427 reputation
510
bio website greatPixelHunt.com
location Duluth, MN
age 31
visits member for 2 years, 6 months
seen yesterday

2014/04/23: I develop Emergency Medical Services (EMS) software for Sansio/Physio to enable EMS personnel to track patient encounter data in the field and notify hospitals of incoming patients in real time.

I'm also launching Great Pixel Hunt as a side project. This is an online sweepstakes where businesses pay to reach local users and local users/charities win the majority of those profits.

2011/09/28: Working at my 2nd software-development job full time and working on my 1st web-site and spending time with my wife an baby girl in my free time. I look forward to the day where my "full time" becomes my "free time".


Jul
15
comment Can an object reverse its direction of acceleration even though it continues to move in the same direction?
@dmckee How about the direction of a when |v|=c?
May
23
awarded  Notable Question
May
10
awarded  Yearling
May
7
awarded  Commentator
May
7
comment Acceleration of two falling objects with identical form and air drag but different masses
@VolkerSiegel Nice going! It is interesting that they both hit the peak at the same time but that the lighter one had a lower peak. If you started them at the same speed, then the empty box must have decelerated faster early on (air-resistance?), but slower as it neared the peak (buoyancy?) than the full box did.
May
7
comment Acceleration of two falling objects with identical form and air drag but different masses
@VolkerSiegel Air resistance does play an increasing role as speed increases, but it is not the driving force at low speeds. To prove this, simultaneously throw an air and lead balloon upwards slowly at the same initial speed and observe which one reaches the top of its arc first. If air resistance was the root cause for the change in acceleration, the air balloon would reach the top of the ark first. However, the opposite is true.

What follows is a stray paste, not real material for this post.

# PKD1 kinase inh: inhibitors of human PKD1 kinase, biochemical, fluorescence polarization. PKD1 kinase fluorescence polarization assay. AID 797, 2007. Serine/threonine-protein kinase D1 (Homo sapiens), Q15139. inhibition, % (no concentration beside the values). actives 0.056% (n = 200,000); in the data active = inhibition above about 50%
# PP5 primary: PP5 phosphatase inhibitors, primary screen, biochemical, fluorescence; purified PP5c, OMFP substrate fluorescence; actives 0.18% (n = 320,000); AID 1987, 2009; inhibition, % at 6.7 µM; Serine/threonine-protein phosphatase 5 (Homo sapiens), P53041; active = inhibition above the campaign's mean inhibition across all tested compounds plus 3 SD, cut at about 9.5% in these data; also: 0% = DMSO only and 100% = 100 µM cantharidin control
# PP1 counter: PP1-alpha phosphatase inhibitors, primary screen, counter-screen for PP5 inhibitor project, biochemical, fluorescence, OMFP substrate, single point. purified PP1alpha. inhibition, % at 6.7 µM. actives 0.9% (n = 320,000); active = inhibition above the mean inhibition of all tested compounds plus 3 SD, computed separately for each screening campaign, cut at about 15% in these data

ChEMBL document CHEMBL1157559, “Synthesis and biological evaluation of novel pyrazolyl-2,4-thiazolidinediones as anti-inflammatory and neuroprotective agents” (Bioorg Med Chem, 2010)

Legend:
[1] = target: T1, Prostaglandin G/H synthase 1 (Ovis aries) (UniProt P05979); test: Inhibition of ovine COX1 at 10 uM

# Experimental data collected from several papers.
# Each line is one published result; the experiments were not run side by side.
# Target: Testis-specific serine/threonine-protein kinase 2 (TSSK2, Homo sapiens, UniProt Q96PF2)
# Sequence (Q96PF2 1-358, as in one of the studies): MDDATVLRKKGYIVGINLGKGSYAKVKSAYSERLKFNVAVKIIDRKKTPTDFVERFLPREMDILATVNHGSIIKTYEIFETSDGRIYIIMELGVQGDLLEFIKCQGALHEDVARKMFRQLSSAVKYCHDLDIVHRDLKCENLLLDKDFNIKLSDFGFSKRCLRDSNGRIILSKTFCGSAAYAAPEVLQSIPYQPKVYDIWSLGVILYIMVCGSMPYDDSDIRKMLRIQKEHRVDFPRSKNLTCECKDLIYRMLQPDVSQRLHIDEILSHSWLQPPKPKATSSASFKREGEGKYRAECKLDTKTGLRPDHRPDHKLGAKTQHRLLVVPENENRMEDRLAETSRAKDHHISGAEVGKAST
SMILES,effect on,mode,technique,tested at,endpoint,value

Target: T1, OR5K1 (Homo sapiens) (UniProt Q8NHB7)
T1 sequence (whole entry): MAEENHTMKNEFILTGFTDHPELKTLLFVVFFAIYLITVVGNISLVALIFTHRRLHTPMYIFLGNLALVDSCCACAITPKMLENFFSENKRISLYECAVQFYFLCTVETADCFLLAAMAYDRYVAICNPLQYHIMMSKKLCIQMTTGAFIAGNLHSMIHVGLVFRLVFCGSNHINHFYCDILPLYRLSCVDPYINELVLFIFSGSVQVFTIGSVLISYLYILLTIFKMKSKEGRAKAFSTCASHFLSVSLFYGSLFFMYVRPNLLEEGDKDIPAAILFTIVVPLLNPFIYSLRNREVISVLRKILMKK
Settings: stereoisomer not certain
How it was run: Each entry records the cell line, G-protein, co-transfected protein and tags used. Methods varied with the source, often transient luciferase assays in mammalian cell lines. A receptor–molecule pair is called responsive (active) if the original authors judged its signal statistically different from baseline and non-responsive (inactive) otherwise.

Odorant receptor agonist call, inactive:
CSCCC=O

Apr
23
comment Magnetic Levitation For Space Travel
I looked into liquid oxygen which has a density of 1,141 kg/m^3, 1.141 times that of water, much closer than the twice dense perfluorocarbon. The problem is that it can't be in liquid form above -113C, so it wouldn't be an option in liquid form. However, air at sea level at 15C has a density of 1.225 kg/m^3, so if we increased the pressure 800 times, the air would be the exact density of water. Deep see divers regularly do 10 times, but it would be interesting to know the true limits if the oxygen levels were controlled perfectly.
Apr
23
comment Magnetic Levitation For Space Travel
@DoryanMiller Correct, as without FTL the trip will take a minimum of 8.4 years to an earth observer.
Apr
23
awarded  Autobiographer
Dec
12
awarded  Popular Question
Aug
8
comment Magnetic Levitation For Space Travel
Thanks for the answer. For the time calculations, I was using the "Long Relativistic Journeys" portion from this page for 4.2 ly and multiplying by 2 for the return trip. For the acceleration, yes you still accelerate, but I was thinking that ideally every atom in your body would accelerate equally 149 G's by the "levitation" forces so that you'd only feel 1 G of the 150 G's you actually accelerate at. Obviously getting every atom to participate is the trouble...
Aug
7
asked Magnetic Levitation For Space Travel
May
30
answered What is the Earth truly rotating about/revolving around?
May
10
awarded  Yearling
Mar
28
awarded  Notable Question
Mar
28
awarded  Good Question
Mar
27
awarded  Popular Question
Mar
27
comment How long can you survive 1 million degrees?
@JoeZeng Done, thanks for the suggestion!
Mar
27
awarded  Nice Question
Mar
27
asked How long can you survive 1 million degrees?